Software Design Pattern and Strategy Design pattern

Let’s start with a quote,
If you are not prepared to be wrong, you never come up with anything original.
Sir Ken Robinson.

Software Architecture

The software design pattern is a reusable solution to the commonly occurring problem within a given context in Software Architecture. In software design, we can think about an object and organize the object in such a way that it provides a strong solution for a system. There are three categories of this design pattern.

1. Creational Design Pattern

2. Structural Design Pattern &

3. Behavioral Design Pattern.

Creational Design Pattern: It basically works for creating the object in such a manner so that the created object is flexible and reusable in the existing codes.

Structural Design Pattern: It assembles the created objects and classes into a larger structure, while it keeps the structures flexible and efficient.

Behavioral Design Pattern: It deals with the algorithms and the assignment of responsibilities between objects.

Now If we summarize the above categories, we can find that we can create objects, object structure and compose those in a way that defines a specific behavior in the software which is a better solution for a specific problem. I will discuss every pattern of software design with examples step by step with implementations.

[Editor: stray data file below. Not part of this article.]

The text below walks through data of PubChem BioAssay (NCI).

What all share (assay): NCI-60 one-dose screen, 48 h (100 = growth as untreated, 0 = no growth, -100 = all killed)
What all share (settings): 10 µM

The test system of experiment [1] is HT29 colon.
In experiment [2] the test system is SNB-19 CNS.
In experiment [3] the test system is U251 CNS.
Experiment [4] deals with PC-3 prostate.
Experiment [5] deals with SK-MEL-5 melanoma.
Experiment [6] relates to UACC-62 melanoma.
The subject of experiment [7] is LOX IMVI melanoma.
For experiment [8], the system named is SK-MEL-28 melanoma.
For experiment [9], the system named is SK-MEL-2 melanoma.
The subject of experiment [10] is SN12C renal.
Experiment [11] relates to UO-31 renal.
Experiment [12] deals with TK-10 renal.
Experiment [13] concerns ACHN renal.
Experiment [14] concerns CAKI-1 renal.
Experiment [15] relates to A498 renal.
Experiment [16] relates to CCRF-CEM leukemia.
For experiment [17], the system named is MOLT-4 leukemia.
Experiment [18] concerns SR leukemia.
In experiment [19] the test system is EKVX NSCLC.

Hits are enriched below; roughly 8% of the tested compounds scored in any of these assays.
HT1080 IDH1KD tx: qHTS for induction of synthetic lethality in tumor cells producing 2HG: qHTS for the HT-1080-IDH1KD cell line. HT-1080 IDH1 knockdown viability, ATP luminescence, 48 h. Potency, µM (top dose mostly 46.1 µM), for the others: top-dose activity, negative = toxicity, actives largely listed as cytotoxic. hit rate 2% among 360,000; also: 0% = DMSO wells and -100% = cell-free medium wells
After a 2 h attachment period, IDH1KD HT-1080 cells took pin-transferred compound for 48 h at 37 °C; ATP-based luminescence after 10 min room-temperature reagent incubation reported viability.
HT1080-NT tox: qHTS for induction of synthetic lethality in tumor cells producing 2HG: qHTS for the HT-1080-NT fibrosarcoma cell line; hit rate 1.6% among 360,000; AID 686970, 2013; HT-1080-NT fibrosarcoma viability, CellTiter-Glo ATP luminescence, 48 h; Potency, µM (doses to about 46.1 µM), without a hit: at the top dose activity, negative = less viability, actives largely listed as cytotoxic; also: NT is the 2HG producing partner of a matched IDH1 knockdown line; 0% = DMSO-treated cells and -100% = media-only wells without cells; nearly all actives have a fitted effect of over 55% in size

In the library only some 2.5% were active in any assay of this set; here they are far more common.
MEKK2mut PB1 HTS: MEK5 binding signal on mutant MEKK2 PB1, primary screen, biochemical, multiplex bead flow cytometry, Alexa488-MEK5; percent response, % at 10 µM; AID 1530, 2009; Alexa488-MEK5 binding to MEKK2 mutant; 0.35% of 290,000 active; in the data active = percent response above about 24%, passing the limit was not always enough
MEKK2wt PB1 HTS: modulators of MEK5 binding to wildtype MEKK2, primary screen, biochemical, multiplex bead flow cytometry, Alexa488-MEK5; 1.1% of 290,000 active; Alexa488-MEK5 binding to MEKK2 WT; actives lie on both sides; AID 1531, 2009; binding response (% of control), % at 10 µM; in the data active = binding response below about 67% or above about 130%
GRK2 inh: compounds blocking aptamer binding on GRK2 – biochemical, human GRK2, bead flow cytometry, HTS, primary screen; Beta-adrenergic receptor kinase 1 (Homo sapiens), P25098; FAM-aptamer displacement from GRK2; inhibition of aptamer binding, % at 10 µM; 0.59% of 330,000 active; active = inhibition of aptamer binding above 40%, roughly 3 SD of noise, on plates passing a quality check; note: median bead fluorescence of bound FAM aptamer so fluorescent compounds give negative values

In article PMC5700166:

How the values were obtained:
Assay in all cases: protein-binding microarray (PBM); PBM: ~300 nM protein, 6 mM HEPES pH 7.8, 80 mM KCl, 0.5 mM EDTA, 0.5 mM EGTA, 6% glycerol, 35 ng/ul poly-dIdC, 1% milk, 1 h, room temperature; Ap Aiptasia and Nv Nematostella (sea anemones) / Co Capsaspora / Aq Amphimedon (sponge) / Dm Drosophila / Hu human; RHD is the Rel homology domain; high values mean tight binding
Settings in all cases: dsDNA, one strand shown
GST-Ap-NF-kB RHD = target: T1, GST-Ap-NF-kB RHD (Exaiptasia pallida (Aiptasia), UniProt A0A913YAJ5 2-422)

Strategy Design Pattern:

This under the behavioral design pattern which defines the behavior of objects and algorithm to solve a certain problem in software. It can come to our mind that when we will use this design pattern. Can we think??? Ok, let’s think about you are writing code where there are several objects that are almost the same type and you have to select the object you need at your run time. You can do this with this design pattern. From the book, the main intent of this pattern is like,

“Define a family of algorithms, encapsulate each one, and make them interchangeable. Strategy lets the algorithm vary independently from clients that use it.”

Examples:
1. Java Collections.sort(), we can use this method for different implementations of object sorting. In the back of this method there are several algorithms are written by the JDK developers which help to sort our objects.

2. Think about we are writing code for an application where we have to write the Map API for routing, and you would need to select the path as your needs. For instance, if you look closely at the Google Map application you will see that you can select the direction as walking, bicycling, car, train, and tram as you need. In the back, you can use this pattern for selecting the path you need.

3. Suppose we are developing an e-commerce application and we need to implement the payment gateway for that, multiple payment systems can be added in the future as well but here the algorithm will not change. We will be able to add a new payment method to our design. So, we cope with anticipated and unanticipated changes to the algorithms and new algorithms or want to avoid changing code and/or breaking the existing code.

Implementation:

// Strategy interface
public interface PaymentStrategy {
public void pay(double amount);
}
// Paypal Payment Alogorithm
public class PaypalStrategy implements PaymentStrategy{

private String email;